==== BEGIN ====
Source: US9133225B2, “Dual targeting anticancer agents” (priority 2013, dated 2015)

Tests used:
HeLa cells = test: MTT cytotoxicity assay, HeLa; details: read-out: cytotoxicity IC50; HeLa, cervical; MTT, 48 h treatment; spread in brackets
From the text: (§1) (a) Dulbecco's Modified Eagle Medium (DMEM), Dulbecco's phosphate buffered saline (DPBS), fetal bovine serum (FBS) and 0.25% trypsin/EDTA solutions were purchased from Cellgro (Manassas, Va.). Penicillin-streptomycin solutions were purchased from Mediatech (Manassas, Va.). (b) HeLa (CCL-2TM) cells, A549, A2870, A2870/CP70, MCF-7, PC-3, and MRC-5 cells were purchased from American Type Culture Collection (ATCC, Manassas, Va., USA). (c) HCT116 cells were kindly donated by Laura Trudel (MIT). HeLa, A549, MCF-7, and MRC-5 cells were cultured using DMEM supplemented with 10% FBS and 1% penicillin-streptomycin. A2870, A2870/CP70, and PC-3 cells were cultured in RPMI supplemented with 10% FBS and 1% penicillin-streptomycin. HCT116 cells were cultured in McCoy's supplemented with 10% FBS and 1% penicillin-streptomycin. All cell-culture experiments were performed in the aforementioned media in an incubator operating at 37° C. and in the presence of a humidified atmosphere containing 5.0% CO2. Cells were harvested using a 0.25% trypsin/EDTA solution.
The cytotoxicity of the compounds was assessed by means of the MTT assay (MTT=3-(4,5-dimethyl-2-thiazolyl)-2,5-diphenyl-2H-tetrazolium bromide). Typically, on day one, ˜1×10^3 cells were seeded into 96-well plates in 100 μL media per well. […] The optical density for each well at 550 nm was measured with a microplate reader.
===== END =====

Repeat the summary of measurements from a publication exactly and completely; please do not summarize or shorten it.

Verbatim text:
Source: US9133225B2, “Dual targeting anticancer agents” (priority 2013, dated 2015)

Tests used:
HeLa cells = test: MTT cytotoxicity assay, HeLa; details: read-out: cytotoxicity IC50; HeLa, cervical; MTT, 48 h treatment; spread in brackets
From the text: (§1) (a) Dulbecco's Modified Eagle Medium (DMEM), Dulbecco's phosphate buffered saline (DPBS), fetal bovine serum (FBS) and 0.25% trypsin/EDTA solutions were purchased from Cellgro (Manassas, Va.). Penicillin-streptomycin solutions were purchased from Mediatech (Manassas, Va.). (b) HeLa (CCL-2TM) cells, A549, A2870, A2870/CP70, MCF-7, PC-3, and MRC-5 cells were purchased from American Type Culture Collection (ATCC, Manassas, Va., USA). (c) HCT116 cells were kindly donated by Laura Trudel (MIT). HeLa, A549, MCF-7, and MRC-5 cells were cultured using DMEM supplemented with 10% FBS and 1% penicillin-streptomycin. A2870, A2870/CP70, and PC-3 cells were cultured in RPMI supplemented with 10% FBS and 1% penicillin-streptomycin. HCT116 cells were cultured in McCoy's supplemented with 10% FBS and 1% penicillin-streptomycin. All cell-culture experiments were performed in the aforementioned media in an incubator operating at 37° C. and in the presence of a humidified atmosphere containing 5.0% CO2. Cells were harvested using a 0.25% trypsin/EDTA solution.
The cytotoxicity of the compounds was assessed by means of the MTT assay (MTT=3-(4,5-dimethyl-2-thiazolyl)-2,5-diphenyl-2H-tetrazolium bromide). Typically, on day one, ˜1×10^3 cells were seeded into 96-well plates in 100 μL media per well. […] The optical density for each well at 550 nm was measured with a microplate reader.